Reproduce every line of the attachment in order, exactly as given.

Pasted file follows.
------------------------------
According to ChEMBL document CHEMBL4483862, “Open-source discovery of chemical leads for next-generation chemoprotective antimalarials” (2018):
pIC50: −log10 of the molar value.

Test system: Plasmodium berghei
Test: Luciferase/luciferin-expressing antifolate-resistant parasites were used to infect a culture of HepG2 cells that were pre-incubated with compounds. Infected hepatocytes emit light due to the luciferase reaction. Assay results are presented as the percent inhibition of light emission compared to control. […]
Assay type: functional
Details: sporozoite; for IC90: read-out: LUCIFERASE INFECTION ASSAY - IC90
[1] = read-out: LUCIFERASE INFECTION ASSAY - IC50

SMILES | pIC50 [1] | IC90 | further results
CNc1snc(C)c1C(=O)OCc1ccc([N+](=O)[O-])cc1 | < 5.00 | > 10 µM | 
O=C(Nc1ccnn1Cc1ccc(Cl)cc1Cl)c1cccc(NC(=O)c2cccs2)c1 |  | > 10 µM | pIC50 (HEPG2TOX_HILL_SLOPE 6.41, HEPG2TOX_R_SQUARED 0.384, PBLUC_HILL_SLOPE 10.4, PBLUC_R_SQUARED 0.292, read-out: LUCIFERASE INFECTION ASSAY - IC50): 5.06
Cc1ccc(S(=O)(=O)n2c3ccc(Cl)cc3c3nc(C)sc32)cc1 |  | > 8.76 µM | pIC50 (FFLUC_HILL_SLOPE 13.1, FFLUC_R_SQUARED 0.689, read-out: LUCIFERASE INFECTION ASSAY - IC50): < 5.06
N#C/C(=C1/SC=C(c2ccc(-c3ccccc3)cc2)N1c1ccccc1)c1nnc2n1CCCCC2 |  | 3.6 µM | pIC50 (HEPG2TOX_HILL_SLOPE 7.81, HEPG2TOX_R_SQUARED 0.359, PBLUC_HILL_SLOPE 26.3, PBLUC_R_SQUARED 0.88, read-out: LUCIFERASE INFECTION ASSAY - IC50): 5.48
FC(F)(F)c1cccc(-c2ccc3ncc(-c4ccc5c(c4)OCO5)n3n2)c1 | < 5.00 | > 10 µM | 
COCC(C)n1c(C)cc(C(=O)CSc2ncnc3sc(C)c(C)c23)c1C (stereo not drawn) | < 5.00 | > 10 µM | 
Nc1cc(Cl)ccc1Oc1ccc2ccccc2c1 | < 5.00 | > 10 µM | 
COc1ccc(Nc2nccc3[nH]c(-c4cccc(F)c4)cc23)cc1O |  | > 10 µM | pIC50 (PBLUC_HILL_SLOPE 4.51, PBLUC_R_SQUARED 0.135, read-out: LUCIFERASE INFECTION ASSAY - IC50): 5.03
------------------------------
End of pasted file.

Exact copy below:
According to ChEMBL document CHEMBL4483862, “Open-source discovery of chemical leads for next-generation chemoprotective antimalarials” (2018):
pIC50: −log10 of the molar value.

Test system: Plasmodium berghei
Test: Luciferase/luciferin-expressing antifolate-resistant parasites were used to infect a culture of HepG2 cells that were pre-incubated with compounds. Infected hepatocytes emit light due to the luciferase reaction. Assay results are presented as the percent inhibition of light emission compared to control. […]
Assay type: functional
Details: sporozoite; for IC90: read-out: LUCIFERASE INFECTION ASSAY - IC90
[1] = read-out: LUCIFERASE INFECTION ASSAY - IC50

SMILES | pIC50 [1] | IC90 | further results
CNc1snc(C)c1C(=O)OCc1ccc([N+](=O)[O-])cc1 | < 5.00 | > 10 µM | 
O=C(Nc1ccnn1Cc1ccc(Cl)cc1Cl)c1cccc(NC(=O)c2cccs2)c1 |  | > 10 µM | pIC50 (HEPG2TOX_HILL_SLOPE 6.41, HEPG2TOX_R_SQUARED 0.384, PBLUC_HILL_SLOPE 10.4, PBLUC_R_SQUARED 0.292, read-out: LUCIFERASE INFECTION ASSAY - IC50): 5.06
Cc1ccc(S(=O)(=O)n2c3ccc(Cl)cc3c3nc(C)sc32)cc1 |  | > 8.76 µM | pIC50 (FFLUC_HILL_SLOPE 13.1, FFLUC_R_SQUARED 0.689, read-out: LUCIFERASE INFECTION ASSAY - IC50): < 5.06
N#C/C(=C1/SC=C(c2ccc(-c3ccccc3)cc2)N1c1ccccc1)c1nnc2n1CCCCC2 |  | 3.6 µM | pIC50 (HEPG2TOX_HILL_SLOPE 7.81, HEPG2TOX_R_SQUARED 0.359, PBLUC_HILL_SLOPE 26.3, PBLUC_R_SQUARED 0.88, read-out: LUCIFERASE INFECTION ASSAY - IC50): 5.48
FC(F)(F)c1cccc(-c2ccc3ncc(-c4ccc5c(c4)OCO5)n3n2)c1 | < 5.00 | > 10 µM | 
COCC(C)n1c(C)cc(C(=O)CSc2ncnc3sc(C)c(C)c23)c1C (stereo not drawn) | < 5.00 | > 10 µM | 
Nc1cc(Cl)ccc1Oc1ccc2ccccc2c1 | < 5.00 | > 10 µM | 
COc1ccc(Nc2nccc3[nH]c(-c4cccc(F)c4)cc23)cc1O |  | > 10 µM | pIC50 (PBLUC_HILL_SLOPE 4.51, PBLUC_R_SQUARED 0.135, read-out: LUCIFERASE INFECTION ASSAY - IC50): 5.03